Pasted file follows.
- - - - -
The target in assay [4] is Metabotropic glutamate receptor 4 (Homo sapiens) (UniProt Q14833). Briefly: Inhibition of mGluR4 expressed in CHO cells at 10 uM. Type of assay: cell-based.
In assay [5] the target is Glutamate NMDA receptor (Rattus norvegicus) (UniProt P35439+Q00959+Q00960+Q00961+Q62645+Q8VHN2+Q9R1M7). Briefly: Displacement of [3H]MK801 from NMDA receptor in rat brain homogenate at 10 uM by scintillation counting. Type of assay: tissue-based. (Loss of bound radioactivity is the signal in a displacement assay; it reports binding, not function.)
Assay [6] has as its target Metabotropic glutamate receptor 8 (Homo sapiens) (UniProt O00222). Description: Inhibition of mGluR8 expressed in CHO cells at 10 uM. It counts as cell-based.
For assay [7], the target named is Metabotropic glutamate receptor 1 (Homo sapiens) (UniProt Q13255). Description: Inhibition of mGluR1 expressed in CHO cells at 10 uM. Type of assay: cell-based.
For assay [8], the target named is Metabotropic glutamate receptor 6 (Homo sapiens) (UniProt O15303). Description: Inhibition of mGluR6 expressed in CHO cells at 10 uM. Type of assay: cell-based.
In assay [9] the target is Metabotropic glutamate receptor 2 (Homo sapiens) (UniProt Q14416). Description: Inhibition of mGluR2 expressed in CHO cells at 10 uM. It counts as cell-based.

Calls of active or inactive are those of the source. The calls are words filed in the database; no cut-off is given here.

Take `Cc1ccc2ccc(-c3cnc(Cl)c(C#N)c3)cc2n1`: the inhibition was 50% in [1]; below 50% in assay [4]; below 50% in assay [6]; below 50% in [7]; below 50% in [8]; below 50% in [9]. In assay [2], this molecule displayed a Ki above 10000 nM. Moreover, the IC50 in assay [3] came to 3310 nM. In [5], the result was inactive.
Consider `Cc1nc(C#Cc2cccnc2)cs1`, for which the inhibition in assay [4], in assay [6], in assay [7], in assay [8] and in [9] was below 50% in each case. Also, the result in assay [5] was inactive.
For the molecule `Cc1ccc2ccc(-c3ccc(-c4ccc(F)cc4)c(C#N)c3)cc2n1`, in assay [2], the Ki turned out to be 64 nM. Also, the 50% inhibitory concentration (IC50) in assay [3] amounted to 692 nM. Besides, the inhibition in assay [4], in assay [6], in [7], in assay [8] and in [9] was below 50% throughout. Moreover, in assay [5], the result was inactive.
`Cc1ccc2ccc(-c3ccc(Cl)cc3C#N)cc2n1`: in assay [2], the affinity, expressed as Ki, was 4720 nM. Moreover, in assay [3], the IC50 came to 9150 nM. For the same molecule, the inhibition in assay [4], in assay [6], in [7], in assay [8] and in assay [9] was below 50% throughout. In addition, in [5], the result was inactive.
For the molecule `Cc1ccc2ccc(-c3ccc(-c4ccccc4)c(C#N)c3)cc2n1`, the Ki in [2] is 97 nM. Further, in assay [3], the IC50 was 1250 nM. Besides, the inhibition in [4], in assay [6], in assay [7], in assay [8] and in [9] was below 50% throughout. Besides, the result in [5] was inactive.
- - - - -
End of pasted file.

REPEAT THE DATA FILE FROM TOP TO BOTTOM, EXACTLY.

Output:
The target in assay [4] is Metabotropic glutamate receptor 4 (Homo sapiens) (UniProt Q14833). Briefly: Inhibition of mGluR4 expressed in CHO cells at 10 uM. Type of assay: cell-based.
In assay [5] the target is Glutamate NMDA receptor (Rattus norvegicus) (UniProt P35439+Q00959+Q00960+Q00961+Q62645+Q8VHN2+Q9R1M7). Briefly: Displacement of [3H]MK801 from NMDA receptor in rat brain homogenate at 10 uM by scintillation counting. Type of assay: tissue-based. (Loss of bound radioactivity is the signal in a displacement assay; it reports binding, not function.)
Assay [6] has as its target Metabotropic glutamate receptor 8 (Homo sapiens) (UniProt O00222). Description: Inhibition of mGluR8 expressed in CHO cells at 10 uM. It counts as cell-based.
For assay [7], the target named is Metabotropic glutamate receptor 1 (Homo sapiens) (UniProt Q13255). Description: Inhibition of mGluR1 expressed in CHO cells at 10 uM. Type of assay: cell-based.
For assay [8], the target named is Metabotropic glutamate receptor 6 (Homo sapiens) (UniProt O15303). Description: Inhibition of mGluR6 expressed in CHO cells at 10 uM. Type of assay: cell-based.
In assay [9] the target is Metabotropic glutamate receptor 2 (Homo sapiens) (UniProt Q14416). Description: Inhibition of mGluR2 expressed in CHO cells at 10 uM. It counts as cell-based.

Calls of active or inactive are those of the source. The calls are words filed in the database; no cut-off is given here.

Take `Cc1ccc2ccc(-c3cnc(Cl)c(C#N)c3)cc2n1`: the inhibition was 50% in [1]; below 50% in assay [4]; below 50% in assay [6]; below 50% in [7]; below 50% in [8]; below 50% in [9]. In assay [2], this molecule displayed a Ki above 10000 nM. Moreover, the IC50 in assay [3] came to 3310 nM. In [5], the result was inactive.
Consider `Cc1nc(C#Cc2cccnc2)cs1`, for which the inhibition in assay [4], in assay [6], in assay [7], in assay [8] and in [9] was below 50% in each case. Also, the result in assay [5] was inactive.
For the molecule `Cc1ccc2ccc(-c3ccc(-c4ccc(F)cc4)c(C#N)c3)cc2n1`, in assay [2], the Ki turned out to be 64 nM. Also, the 50% inhibitory concentration (IC50) in assay [3] amounted to 692 nM. Besides, the inhibition in assay [4], in assay [6], in [7], in assay [8] and in [9] was below 50% throughout. Moreover, in assay [5], the result was inactive.
`Cc1ccc2ccc(-c3ccc(Cl)cc3C#N)cc2n1`: in assay [2], the affinity, expressed as Ki, was 4720 nM. Moreover, in assay [3], the IC50 came to 9150 nM. For the same molecule, the inhibition in assay [4], in assay [6], in [7], in assay [8] and in assay [9] was below 50% throughout. In addition, in [5], the result was inactive.
For the molecule `Cc1ccc2ccc(-c3ccc(-c4ccccc4)c(C#N)c3)cc2n1`, the Ki in [2] is 97 nM. Further, in assay [3], the IC50 was 1250 nM. Besides, the inhibition in [4], in assay [6], in assay [7], in assay [8] and in [9] was below 50% throughout. Besides, the result in [5] was inactive.